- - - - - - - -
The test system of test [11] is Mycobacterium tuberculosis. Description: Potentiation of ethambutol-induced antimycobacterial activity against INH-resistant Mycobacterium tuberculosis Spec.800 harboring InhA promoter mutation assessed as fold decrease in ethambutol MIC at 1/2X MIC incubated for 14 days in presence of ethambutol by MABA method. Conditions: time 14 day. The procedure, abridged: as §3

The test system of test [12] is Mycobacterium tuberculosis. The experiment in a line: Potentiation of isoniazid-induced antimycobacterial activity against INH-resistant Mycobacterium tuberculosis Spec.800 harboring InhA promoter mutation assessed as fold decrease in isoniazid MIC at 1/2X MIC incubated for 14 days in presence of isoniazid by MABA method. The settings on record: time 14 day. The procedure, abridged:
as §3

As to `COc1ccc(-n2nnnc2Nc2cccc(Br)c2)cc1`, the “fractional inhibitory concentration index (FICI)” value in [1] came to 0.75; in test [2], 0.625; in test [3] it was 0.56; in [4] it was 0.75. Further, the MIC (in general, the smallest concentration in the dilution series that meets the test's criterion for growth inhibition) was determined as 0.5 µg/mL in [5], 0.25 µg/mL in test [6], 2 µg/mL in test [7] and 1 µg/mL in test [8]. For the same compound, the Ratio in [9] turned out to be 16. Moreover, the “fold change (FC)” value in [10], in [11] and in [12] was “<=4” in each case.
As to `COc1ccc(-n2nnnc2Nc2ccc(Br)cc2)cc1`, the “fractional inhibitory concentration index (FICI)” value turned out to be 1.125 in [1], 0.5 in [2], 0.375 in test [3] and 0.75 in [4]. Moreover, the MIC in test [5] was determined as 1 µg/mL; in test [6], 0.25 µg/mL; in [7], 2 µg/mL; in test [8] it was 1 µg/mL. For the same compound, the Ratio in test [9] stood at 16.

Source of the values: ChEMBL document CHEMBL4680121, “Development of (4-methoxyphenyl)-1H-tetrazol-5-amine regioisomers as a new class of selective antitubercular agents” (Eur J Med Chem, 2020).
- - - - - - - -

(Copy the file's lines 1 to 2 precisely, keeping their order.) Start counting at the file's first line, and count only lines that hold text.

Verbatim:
The test system of test [11] is Mycobacterium tuberculosis. Description: Potentiation of ethambutol-induced antimycobacterial activity against INH-resistant Mycobacterium tuberculosis Spec.800 harboring InhA promoter mutation assessed as fold decrease in ethambutol MIC at 1/2X MIC incubated for 14 days in presence of ethambutol by MABA method. Conditions: time 14 day. The procedure, abridged: as §3

The test system of test [12] is Mycobacterium tuberculosis. The experiment in a line: Potentiation of isoniazid-induced antimycobacterial activity against INH-resistant Mycobacterium tuberculosis Spec.800 harboring InhA promoter mutation assessed as fold decrease in isoniazid MIC at 1/2X MIC incubated for 14 days in presence of isoniazid by MABA method. The settings on record: time 14 day. The procedure, abridged: